The Mesa Police Department’s first Spanish telethon sent a series of clear messages to Spanishspeaking residents Thursday night: Please call to report crimes and give tips. We’re here to protect you, not deport you. You’re an important part of Mesa’s fight against crime.
From 5 p.m. to 10 p.m., Univision — Channel 33 or cable TV Channel 19 — broadcast presentations by police officers and detectives that informed viewers how the telethon works and how the police department solves crimes.
Behind the telethon was Police Chief George Gascón, who said Univision and the Los Angeles Police Department held Spanish telethons periodically while he was employed there.
In Los Angeles, volunteers were able to field about 500 calls in five hours and lost as many as 4,000 calls per night because of the phone bank’s technological limitations. However, police felt that the tips they received made it worthwhile.
Gascón hopes to repeat the telethon in Mesa quarterly.
“We’re doing this to show that we’re available. We want everyone to feel comfortable calling in,” said Mesa police spokeswoman Holly Hosac.
Mesa police had seen signs that they needed to attempt some sort of outreach with Spanish-speaking residents. While collecting crime statistics, police learned that the Red Mountain precinct never reported car thefts.
Officer Sergio Nieto said it was possible that residents in the area weren’t calling police because they feared deportation. Police hoped the telethon would help quell that fear.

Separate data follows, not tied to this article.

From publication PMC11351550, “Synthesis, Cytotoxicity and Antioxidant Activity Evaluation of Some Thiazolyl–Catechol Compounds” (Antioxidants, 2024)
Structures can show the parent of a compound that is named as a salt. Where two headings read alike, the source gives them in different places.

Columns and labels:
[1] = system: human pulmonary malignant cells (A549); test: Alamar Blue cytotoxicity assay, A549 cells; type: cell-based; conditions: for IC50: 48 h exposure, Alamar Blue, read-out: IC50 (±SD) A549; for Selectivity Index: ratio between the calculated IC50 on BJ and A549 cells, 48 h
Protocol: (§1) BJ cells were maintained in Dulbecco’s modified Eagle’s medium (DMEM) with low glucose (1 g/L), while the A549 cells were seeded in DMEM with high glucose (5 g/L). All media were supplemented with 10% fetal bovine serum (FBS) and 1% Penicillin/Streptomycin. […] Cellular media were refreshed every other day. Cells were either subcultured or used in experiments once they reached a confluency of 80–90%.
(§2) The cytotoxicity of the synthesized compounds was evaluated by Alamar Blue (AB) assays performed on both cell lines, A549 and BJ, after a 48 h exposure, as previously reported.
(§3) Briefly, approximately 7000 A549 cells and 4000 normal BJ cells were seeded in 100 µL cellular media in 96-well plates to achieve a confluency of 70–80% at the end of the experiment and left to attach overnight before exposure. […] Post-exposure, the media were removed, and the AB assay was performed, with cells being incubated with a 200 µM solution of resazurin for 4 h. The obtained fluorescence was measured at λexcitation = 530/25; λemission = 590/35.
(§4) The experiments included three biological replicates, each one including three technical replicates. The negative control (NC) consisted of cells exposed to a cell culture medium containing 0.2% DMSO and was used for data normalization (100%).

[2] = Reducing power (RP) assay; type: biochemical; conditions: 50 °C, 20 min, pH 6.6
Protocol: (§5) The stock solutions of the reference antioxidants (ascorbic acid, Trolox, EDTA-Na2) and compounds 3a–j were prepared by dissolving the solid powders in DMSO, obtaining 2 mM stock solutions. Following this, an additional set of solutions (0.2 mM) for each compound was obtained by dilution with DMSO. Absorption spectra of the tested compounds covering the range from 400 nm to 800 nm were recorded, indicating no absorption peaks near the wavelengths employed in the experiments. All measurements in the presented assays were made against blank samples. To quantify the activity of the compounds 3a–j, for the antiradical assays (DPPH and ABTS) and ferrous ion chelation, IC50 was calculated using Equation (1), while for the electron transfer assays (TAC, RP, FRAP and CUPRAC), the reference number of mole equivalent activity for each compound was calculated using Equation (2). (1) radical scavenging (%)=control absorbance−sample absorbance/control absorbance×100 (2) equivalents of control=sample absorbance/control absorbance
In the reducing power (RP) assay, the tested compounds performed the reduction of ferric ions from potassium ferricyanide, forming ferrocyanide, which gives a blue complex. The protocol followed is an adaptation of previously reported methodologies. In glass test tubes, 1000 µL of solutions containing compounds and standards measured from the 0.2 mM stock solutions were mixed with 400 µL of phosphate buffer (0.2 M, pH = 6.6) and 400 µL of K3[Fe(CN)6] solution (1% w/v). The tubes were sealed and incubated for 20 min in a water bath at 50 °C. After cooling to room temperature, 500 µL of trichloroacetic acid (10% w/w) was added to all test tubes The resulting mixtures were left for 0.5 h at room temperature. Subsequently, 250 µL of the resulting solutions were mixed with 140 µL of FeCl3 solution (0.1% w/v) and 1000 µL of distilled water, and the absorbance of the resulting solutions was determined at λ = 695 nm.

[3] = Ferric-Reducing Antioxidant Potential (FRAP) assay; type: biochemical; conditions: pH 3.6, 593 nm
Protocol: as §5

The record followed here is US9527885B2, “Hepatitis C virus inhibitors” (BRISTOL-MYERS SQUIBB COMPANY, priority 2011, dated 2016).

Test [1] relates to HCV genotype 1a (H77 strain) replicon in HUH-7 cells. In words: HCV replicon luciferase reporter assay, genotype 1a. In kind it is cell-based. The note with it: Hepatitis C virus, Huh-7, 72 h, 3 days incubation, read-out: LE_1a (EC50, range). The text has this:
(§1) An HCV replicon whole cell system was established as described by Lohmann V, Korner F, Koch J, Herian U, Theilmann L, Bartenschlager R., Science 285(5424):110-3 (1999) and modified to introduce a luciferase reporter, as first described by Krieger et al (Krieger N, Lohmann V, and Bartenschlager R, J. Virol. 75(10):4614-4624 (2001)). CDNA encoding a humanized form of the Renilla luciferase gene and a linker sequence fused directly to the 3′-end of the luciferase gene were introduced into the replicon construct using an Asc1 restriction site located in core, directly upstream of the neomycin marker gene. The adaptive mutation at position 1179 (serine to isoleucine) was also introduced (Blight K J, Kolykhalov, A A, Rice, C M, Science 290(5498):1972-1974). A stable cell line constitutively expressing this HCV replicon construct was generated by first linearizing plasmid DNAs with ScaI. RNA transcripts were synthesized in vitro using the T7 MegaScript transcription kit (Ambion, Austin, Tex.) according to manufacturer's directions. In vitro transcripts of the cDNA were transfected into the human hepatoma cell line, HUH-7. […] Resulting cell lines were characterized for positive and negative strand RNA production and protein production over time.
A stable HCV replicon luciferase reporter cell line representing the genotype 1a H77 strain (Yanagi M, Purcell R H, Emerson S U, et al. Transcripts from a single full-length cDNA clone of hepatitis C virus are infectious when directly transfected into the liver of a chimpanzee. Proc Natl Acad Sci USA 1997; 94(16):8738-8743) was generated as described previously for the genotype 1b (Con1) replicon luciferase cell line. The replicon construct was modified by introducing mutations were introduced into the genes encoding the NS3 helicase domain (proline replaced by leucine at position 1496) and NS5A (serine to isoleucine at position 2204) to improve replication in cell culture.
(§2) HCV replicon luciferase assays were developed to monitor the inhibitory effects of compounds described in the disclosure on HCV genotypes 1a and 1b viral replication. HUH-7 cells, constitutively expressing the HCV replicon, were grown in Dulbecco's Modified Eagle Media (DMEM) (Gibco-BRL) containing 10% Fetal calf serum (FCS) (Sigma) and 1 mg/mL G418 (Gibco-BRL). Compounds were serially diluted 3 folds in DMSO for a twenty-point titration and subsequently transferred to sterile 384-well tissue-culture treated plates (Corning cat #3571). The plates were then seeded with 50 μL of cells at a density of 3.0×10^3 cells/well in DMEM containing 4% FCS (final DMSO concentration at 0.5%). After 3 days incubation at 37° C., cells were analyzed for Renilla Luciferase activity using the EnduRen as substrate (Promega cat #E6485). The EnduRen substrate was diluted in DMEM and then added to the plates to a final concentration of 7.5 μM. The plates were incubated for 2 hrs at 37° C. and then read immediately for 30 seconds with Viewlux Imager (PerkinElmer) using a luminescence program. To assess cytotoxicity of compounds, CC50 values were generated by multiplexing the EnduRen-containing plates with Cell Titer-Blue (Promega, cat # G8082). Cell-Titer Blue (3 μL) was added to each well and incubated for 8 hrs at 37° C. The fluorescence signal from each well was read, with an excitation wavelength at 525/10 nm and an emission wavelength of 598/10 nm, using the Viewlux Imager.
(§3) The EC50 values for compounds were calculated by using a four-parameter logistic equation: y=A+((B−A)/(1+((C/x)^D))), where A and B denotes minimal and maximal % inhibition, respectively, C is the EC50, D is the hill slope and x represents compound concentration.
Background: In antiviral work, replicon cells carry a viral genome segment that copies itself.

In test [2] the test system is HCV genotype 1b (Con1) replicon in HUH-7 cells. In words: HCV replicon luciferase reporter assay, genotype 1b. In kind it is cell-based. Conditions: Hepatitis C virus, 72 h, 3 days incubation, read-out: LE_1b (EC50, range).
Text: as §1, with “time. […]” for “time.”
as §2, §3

Nieto said the telethon’s broadcast would put a face on Spanishspeaking police officers, and this, too, would help residents become more comfortable calling the department.
Convincing some foreign-born residents that local police are not corrupt can be an uphill battle. Nieto said he’s seen 3- and 4-year-old Hispanic kids who are afraid of police officers.
The telethon is a step forward. “It builds trust,” said Univision reporter Jesus Sicaeros.
Throughout the telethon, Spanish-speaking community volunteers manned 20 telephones, while 15 Spanish-speaking police officers waited nearby to respond to calls.
One resident called simply to report that everything was safe in her neighborhood. Another caller suspected drug activity nearby.
Police officers stepped in to field nonemergency crime reports. Because Univision’s broadcasts reach across the state, many crime reports relating to other cities were taken and passed along to dispatchers for those cities.